- Pat Yasinskas, ESPN Staff Writer
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Posted by ESPN.com's Pat Yasinskas
Just read an item in the Charlotte Observer in which former co-worker Scott Fowler selects the two greatest Carolina Panthers of all time. He comes up with two answers based on class and production, and I agree with both of his choices.
He lists linebacker Sam Mills as the classiest Carolina player ever. I didn't get to Charlotte in time to cover Mills' career as a player, but he was working as an assistant coach and still making a huge impact on the entire organization. The guy was nothing but class right up through the final days of his brutal battle with cancer. Let's take it a little further in this category. I'll go with former Carolina quarterback Steve Beuerlein, who took on the role of team spokesman during the Rae Carruth saga, at No. 2 and former linebacker Dan Morgan third. I'll round out the top five with Mike Rucker and Mike Minter.
Fowler's other category is based solely on production and the easy winner there is receiver Steve Smith. Just like Rucker and Minter wouldn't get a lot of consideration for greatest player based solely on production, Smith probably wouldn't stand a chance in the class category. His behavior has been boorish at times and he's nicknamed "The Little Monster'' by the Carolina media.
But that's not important because we're basing this on what Smith has done on the field and nobody's done more for the Panthers than he has. He could end up being the team's first Hall of Famer. Former tight end Wesley Walls would be my No. 2 because he was very good for a long time. No. 3 will draw some argument because this guy was never very popular or appreciated by fans, but when Kris Jenkins was taking care of himself and before he hit a couple of major injuries, he was the best defensive tackle in the league. Go back and look up his Pro Bowl appearances. Quarterback Jake Delhomme, who's better than a lot of people give him credit for, is No. 4. Five is a tough call because there are probably four or five guys for whom you could make a case.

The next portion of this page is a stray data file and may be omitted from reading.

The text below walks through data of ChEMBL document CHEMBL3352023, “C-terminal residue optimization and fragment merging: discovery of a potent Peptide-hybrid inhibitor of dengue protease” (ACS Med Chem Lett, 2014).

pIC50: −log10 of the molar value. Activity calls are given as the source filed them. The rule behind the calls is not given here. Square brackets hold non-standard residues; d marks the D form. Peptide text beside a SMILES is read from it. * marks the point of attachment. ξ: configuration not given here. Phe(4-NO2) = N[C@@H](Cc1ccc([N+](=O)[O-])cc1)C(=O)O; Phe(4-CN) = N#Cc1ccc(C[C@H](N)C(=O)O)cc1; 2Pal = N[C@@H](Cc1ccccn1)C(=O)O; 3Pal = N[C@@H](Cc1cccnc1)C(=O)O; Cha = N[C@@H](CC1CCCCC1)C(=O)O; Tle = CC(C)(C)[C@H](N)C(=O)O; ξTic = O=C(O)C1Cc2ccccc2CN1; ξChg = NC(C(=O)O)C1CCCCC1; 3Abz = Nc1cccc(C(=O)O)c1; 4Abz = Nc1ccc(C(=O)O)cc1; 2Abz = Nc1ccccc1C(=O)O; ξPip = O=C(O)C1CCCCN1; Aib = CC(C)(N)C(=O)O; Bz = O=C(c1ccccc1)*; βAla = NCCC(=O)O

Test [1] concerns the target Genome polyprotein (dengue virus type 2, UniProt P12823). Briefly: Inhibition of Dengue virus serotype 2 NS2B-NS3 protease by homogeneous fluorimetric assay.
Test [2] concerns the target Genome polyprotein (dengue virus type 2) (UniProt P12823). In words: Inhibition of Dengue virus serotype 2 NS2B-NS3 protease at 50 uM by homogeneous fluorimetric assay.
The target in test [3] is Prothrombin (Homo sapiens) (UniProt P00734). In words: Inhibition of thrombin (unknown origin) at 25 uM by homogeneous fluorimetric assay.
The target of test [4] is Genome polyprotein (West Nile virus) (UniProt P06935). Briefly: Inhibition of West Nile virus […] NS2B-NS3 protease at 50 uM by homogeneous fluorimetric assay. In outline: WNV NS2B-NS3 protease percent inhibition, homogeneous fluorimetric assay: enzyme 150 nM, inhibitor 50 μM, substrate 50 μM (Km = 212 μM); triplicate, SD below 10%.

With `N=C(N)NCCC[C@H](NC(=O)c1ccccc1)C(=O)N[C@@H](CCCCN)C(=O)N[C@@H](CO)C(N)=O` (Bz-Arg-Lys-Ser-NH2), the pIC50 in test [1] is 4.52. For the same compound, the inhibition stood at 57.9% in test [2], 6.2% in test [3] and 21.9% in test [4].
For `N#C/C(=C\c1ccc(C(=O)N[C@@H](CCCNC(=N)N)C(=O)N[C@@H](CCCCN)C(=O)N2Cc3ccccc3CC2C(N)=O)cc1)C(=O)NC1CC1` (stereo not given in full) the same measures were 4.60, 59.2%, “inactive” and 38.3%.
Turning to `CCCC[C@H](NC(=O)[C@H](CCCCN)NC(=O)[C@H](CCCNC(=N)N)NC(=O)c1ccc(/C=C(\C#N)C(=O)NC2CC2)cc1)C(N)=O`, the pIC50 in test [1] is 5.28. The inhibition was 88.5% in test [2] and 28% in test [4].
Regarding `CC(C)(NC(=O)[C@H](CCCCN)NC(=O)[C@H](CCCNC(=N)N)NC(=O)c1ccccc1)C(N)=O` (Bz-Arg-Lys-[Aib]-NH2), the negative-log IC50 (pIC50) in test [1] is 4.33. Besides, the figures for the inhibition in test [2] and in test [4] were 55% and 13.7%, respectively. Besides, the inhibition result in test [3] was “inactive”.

So I'm going to make this category a top 10 and put running back Stephen Davis at No. 5. He had only one great year with Carolina, but it happened to be the 2003 season when Davis carried the Panthers to their only Super Bowl appearance.
No. 6 is a guy who is going to rise into the top five before all is said and done. That's Jordan Gross. He's spent his entire career bouncing between right and left tackle and has done a solid job all along. Ordinarily I wouldn't count kickers in something like this. But given the team's short existence, John Kasay qualifies. Aside from a couple of injuries, he's been Carolina's kicker since the team started in 1995. He's made some clutch kicks and if it wasn't for that shanked kickoff in the Super Bowl loss to New England, Kasay might rank better than No. 7.
I only saw cornerback Eric Davis near the end of his time with the Panthers, but I heard enough about his previous seasons to feel comfortable placing him at No. 8. At No. 9, I'll go with No. 90 -- Julius Peppers. Yep, it's easy to be done with Peppers after a horrible 2007 season and that probably cost him between two to eight spots on this list. If Peppers bounces back with double-digit sacks this year, he'll jump right back into the top five. The final spot is tough and guys like Minter and Rucker at least deserve some thought because the talent pool is getting very thin. But I'm going to go with the only player from the class list who makes the production list. Put Beuerlein at No. 10. He ushered the team through some tough times after the Kerry Collins fiasco and was a rock during the crazy tenure of coach George Seifert.
If I'm putting together an all-time Panthers team, Delhomme's the starting quarterback. But I'd fight like heck to make sure Beuerlein was No. 2. He was a natural leader and Beuerlein never got enough credit for having a surprisingly strong arm.
Got some down time coming up -- we'll do a similar take for the other three NFC South teams before training camps start.